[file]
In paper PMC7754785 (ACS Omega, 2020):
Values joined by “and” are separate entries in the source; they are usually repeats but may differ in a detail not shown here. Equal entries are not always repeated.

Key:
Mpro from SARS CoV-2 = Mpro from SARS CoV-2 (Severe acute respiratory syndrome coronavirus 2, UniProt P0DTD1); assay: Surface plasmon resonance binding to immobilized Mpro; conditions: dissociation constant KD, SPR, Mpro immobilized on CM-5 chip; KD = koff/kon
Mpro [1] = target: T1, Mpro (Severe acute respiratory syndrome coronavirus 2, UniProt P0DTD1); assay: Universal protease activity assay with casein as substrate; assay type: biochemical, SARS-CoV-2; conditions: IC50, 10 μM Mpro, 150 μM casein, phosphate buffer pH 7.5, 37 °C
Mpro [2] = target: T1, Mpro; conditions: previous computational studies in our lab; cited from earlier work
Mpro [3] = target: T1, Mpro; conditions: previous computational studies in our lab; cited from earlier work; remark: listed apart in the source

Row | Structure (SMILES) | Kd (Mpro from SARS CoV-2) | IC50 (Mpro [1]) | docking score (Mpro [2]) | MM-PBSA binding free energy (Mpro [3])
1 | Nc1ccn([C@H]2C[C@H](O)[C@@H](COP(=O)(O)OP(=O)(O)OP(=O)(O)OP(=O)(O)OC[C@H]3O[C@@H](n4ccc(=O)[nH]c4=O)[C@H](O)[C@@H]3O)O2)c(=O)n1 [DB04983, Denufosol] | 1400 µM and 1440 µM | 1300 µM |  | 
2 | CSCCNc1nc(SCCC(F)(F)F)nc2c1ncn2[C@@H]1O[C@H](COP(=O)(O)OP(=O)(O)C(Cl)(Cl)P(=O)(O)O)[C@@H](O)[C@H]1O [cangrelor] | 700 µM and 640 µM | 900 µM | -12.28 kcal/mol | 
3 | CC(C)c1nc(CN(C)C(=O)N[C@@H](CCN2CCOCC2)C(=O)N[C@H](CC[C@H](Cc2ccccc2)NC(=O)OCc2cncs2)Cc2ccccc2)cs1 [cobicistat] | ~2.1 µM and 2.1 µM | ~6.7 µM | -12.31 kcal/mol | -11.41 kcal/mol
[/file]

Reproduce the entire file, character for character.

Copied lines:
In paper PMC7754785 (ACS Omega, 2020):
Values joined by “and” are separate entries in the source; they are usually repeats but may differ in a detail not shown here. Equal entries are not always repeated.

Key:
Mpro from SARS CoV-2 = Mpro from SARS CoV-2 (Severe acute respiratory syndrome coronavirus 2, UniProt P0DTD1); assay: Surface plasmon resonance binding to immobilized Mpro; conditions: dissociation constant KD, SPR, Mpro immobilized on CM-5 chip; KD = koff/kon
Mpro [1] = target: T1, Mpro (Severe acute respiratory syndrome coronavirus 2, UniProt P0DTD1); assay: Universal protease activity assay with casein as substrate; assay type: biochemical, SARS-CoV-2; conditions: IC50, 10 μM Mpro, 150 μM casein, phosphate buffer pH 7.5, 37 °C
Mpro [2] = target: T1, Mpro; conditions: previous computational studies in our lab; cited from earlier work
Mpro [3] = target: T1, Mpro; conditions: previous computational studies in our lab; cited from earlier work; remark: listed apart in the source

Row | Structure (SMILES) | Kd (Mpro from SARS CoV-2) | IC50 (Mpro [1]) | docking score (Mpro [2]) | MM-PBSA binding free energy (Mpro [3])
1 | Nc1ccn([C@H]2C[C@H](O)[C@@H](COP(=O)(O)OP(=O)(O)OP(=O)(O)OP(=O)(O)OC[C@H]3O[C@@H](n4ccc(=O)[nH]c4=O)[C@H](O)[C@@H]3O)O2)c(=O)n1 [DB04983, Denufosol] | 1400 µM and 1440 µM | 1300 µM |  | 
2 | CSCCNc1nc(SCCC(F)(F)F)nc2c1ncn2[C@@H]1O[C@H](COP(=O)(O)OP(=O)(O)C(Cl)(Cl)P(=O)(O)O)[C@@H](O)[C@H]1O [cangrelor] | 700 µM and 640 µM | 900 µM | -12.28 kcal/mol | 
3 | CC(C)c1nc(CN(C)C(=O)N[C@@H](CCN2CCOCC2)C(=O)N[C@H](CC[C@H](Cc2ccccc2)NC(=O)OCc2cncs2)Cc2ccccc2)cs1 [cobicistat] | ~2.1 µM and 2.1 µM | ~6.7 µM | -12.31 kcal/mol | -11.41 kcal/mol